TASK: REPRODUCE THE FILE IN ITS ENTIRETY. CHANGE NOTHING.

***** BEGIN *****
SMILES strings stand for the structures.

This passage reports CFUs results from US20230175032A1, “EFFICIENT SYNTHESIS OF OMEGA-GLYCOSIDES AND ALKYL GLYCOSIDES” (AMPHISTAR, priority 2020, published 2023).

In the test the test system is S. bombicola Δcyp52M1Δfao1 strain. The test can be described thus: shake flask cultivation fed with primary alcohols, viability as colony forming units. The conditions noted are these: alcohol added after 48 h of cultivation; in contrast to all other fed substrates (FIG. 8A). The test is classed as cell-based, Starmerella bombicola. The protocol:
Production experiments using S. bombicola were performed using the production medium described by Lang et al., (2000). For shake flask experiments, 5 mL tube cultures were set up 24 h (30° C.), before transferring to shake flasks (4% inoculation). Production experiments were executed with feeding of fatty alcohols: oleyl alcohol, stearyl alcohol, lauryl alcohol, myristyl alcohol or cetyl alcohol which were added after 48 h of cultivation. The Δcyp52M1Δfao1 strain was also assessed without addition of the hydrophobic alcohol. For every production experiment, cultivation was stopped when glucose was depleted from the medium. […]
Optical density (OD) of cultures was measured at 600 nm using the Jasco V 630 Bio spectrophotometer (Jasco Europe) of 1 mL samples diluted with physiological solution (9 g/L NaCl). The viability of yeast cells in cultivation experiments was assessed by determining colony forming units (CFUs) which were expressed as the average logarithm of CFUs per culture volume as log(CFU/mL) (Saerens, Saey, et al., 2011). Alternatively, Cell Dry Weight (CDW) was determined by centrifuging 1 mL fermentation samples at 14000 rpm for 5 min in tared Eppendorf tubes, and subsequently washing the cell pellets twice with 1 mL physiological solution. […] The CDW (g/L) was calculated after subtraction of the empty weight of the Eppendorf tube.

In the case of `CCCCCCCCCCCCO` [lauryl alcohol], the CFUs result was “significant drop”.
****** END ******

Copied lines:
SMILES strings stand for the structures.

This passage reports CFUs results from US20230175032A1, “EFFICIENT SYNTHESIS OF OMEGA-GLYCOSIDES AND ALKYL GLYCOSIDES” (AMPHISTAR, priority 2020, published 2023).

In the test the test system is S. bombicola Δcyp52M1Δfao1 strain. The test can be described thus: shake flask cultivation fed with primary alcohols, viability as colony forming units. The conditions noted are these: alcohol added after 48 h of cultivation; in contrast to all other fed substrates (FIG. 8A). The test is classed as cell-based, Starmerella bombicola. The protocol:
Production experiments using S. bombicola were performed using the production medium described by Lang et al., (2000). For shake flask experiments, 5 mL tube cultures were set up 24 h (30° C.), before transferring to shake flasks (4% inoculation). Production experiments were executed with feeding of fatty alcohols: oleyl alcohol, stearyl alcohol, lauryl alcohol, myristyl alcohol or cetyl alcohol which were added after 48 h of cultivation. The Δcyp52M1Δfao1 strain was also assessed without addition of the hydrophobic alcohol. For every production experiment, cultivation was stopped when glucose was depleted from the medium. […]
Optical density (OD) of cultures was measured at 600 nm using the Jasco V 630 Bio spectrophotometer (Jasco Europe) of 1 mL samples diluted with physiological solution (9 g/L NaCl). The viability of yeast cells in cultivation experiments was assessed by determining colony forming units (CFUs) which were expressed as the average logarithm of CFUs per culture volume as log(CFU/mL) (Saerens, Saey, et al., 2011). Alternatively, Cell Dry Weight (CDW) was determined by centrifuging 1 mL fermentation samples at 14000 rpm for 5 min in tared Eppendorf tubes, and subsequently washing the cell pellets twice with 1 mL physiological solution. […] The CDW (g/L) was calculated after subtraction of the empty weight of the Eppendorf tube.

In the case of `CCCCCCCCCCCCO` [lauryl alcohol], the CFUs result was “significant drop”.